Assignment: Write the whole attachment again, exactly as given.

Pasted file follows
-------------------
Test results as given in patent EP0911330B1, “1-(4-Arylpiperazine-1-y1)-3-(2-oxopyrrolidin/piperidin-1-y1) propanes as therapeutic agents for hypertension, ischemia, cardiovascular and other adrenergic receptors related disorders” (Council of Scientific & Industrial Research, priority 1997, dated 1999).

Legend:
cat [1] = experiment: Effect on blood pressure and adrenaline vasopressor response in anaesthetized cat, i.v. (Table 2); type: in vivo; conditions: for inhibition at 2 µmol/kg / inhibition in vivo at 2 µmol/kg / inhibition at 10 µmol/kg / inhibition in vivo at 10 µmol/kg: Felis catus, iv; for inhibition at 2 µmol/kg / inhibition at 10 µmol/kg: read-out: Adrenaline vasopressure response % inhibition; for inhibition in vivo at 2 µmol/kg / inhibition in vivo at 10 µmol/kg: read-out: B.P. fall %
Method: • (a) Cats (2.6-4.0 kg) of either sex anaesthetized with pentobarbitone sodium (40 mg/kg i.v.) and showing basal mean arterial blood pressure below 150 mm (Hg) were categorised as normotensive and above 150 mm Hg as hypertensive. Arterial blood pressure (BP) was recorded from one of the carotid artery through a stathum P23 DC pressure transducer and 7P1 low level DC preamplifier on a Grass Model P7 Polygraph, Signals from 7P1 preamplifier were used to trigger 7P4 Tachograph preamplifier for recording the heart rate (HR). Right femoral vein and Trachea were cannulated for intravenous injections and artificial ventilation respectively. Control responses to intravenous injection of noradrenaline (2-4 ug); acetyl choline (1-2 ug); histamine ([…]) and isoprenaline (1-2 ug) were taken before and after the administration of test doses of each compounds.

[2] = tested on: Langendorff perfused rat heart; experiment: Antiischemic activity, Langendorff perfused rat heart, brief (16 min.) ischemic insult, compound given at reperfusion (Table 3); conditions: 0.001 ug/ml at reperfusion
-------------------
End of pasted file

Test results as given in patent EP0911330B1, “1-(4-Arylpiperazine-1-y1)-3-(2-oxopyrrolidin/piperidin-1-y1) propanes as therapeutic agents for hypertension, ischemia, cardiovascular and other adrenergic receptors related disorders” (Council of Scientific & Industrial Research, priority 1997, dated 1999).

Legend:
cat [1] = experiment: Effect on blood pressure and adrenaline vasopressor response in anaesthetized cat, i.v. (Table 2); type: in vivo; conditions: for inhibition at 2 µmol/kg / inhibition in vivo at 2 µmol/kg / inhibition at 10 µmol/kg / inhibition in vivo at 10 µmol/kg: Felis catus, iv; for inhibition at 2 µmol/kg / inhibition at 10 µmol/kg: read-out: Adrenaline vasopressure response % inhibition; for inhibition in vivo at 2 µmol/kg / inhibition in vivo at 10 µmol/kg: read-out: B.P. fall %
Method: • (a) Cats (2.6-4.0 kg) of either sex anaesthetized with pentobarbitone sodium (40 mg/kg i.v.) and showing basal mean arterial blood pressure below 150 mm (Hg) were categorised as normotensive and above 150 mm Hg as hypertensive. Arterial blood pressure (BP) was recorded from one of the carotid artery through a stathum P23 DC pressure transducer and 7P1 low level DC preamplifier on a Grass Model P7 Polygraph, Signals from 7P1 preamplifier were used to trigger 7P4 Tachograph preamplifier for recording the heart rate (HR). Right femoral vein and Trachea were cannulated for intravenous injections and artificial ventilation respectively. Control responses to intravenous injection of noradrenaline (2-4 ug); acetyl choline (1-2 ug); histamine ([…]) and isoprenaline (1-2 ug) were taken before and after the administration of test doses of each compounds.

[2] = tested on: Langendorff perfused rat heart; experiment: Antiischemic activity, Langendorff perfused rat heart, brief (16 min.) ischemic insult, compound given at reperfusion (Table 3); conditions: 0.001 ug/ml at reperfusion